There has been another “explosive event” at a volcano on the Caribbean island of St Vincent, with power outages and water supplies cut off.
The La Soufrière volcano first erupted on Friday, blanketing the island in a layer of ash and forcing some 16,000 people to evacuate their homes.
Residents in Barbados, nearly 200km (about 124 miles) to the east, have also been urged to stay indoors.
Scientists warn that eruptions could continue for days – or even weeks.
On Sunday, St Vincent’s emergency management organisation Nemo tweeted: “Massive power outage following another explosive event at La Soufriere Volcano. Lightning, thunder and rumblings. Majority of the country out of power and covered in ash.”
White-coloured dust has covered buildings and roads around the island, including in its capital Kingstown.
How are residents coping?
Nemo is urging people to “be careful on the roads, which have become treacherous as a result of the ash flow”.
Prime Minister Ralph Gonsalves said water supplies to most of the island had been cut off and its airspace closed because of the smoke and thick plumes of volcanic ash moving through the atmosphere.
Mr Gonsalves said thousands of residents had been sleeping in emergency shelters since Friday. “It’s a huge operation that is facing us,” he told NBC News.
He said earlier that a lot of volcanic ash had fallen over the sea. “We don’t know how much more is going to come out… so far, we have done well in that nobody got injured, nobody is dead.
The Barbados Defence Force has been deployed to St Vincent to provide humanitarian assistance as part of a disaster response mission, the Caribbean Disaster Emergency Management Agency said.
Homes across the island, which has a population of around 110,000, have been covered in white-coloured volcanic dust and rock fragments.
It prompted warnings from officials to stay indoors, while emergency groups advised caution for those suffering with respiratory problems.
“Be careful all. We are covered in ash and strong sulphur scents pervade the air. We ask that you take the necessary precautions to remain safe and healthy,” Nemo said.
How is the wider region being affected?
On Barbados, Chief Medical Officer Kenneth George advised residents to “stay in your house”. “This is to protect yourselves and your family,” he said.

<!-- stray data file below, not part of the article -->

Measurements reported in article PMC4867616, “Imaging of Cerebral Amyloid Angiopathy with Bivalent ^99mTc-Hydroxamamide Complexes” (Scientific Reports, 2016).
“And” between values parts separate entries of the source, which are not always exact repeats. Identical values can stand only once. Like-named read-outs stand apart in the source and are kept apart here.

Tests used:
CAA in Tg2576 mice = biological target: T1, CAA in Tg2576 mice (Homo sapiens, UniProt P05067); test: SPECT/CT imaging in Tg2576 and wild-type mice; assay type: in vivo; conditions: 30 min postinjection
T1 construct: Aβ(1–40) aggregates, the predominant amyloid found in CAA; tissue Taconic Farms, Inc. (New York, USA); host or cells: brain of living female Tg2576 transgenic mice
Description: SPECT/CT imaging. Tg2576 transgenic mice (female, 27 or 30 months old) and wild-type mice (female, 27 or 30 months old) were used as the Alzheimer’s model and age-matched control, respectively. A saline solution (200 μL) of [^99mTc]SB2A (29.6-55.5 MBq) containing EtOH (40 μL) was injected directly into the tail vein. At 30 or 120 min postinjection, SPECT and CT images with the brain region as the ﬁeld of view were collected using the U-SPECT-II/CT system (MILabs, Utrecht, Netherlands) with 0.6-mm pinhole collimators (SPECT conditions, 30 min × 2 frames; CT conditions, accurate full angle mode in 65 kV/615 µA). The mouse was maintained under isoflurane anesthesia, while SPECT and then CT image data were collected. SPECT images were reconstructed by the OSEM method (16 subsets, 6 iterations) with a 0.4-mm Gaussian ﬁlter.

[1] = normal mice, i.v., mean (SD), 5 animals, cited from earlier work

People on the island of St Lucia, which is around 76km north of St Vincent, have been warned to expect air quality to be affected, with harmful gases potentially making it harder to breathe for people with conditions such as asthma, the island’s Rodney Bay Medical Centre said.
One resident of St Lucia, Olivia, told the BBC she had never witnessed anything like this before and that she was worried about a possible change in wind direction and ash being carried northwards.
“I am terrified of all the effects that are unknown at this point, ash in the middle of a pandemic – no-one is prepared for that,” she said.
“Victoria Hospital has been transformed to become the Respiratory Hospital, and is treating Covid patients” she said, adding: “So technically, persons suffering from the effects of ash inhalation would be on the wards with Covid patients.”
More than 130 people who were due to leave St Vincent for Canada had to be taken by ship to St Lucia on Saturday after becoming stranded when their flight was cancelled.
Other Caribbean countries, including Antigua and Guyana, have offered to send emergency supplies to St Vincent. They also said they would open their borders to those fleeing the fallout from the eruption.
When did the new eruptions begin?
The volcano had been dormant since 1979, but in late 2020 it started spewing steam and smoke and making rumbling noises.
The first sign that an eruption was imminent came on Thursday evening, when a lava dome became visible on La Soufrière.
Just before 09:00 on Friday (13:00 GMT), seismologists from the University of the West Indies confirmed that an “explosive eruption” was under way.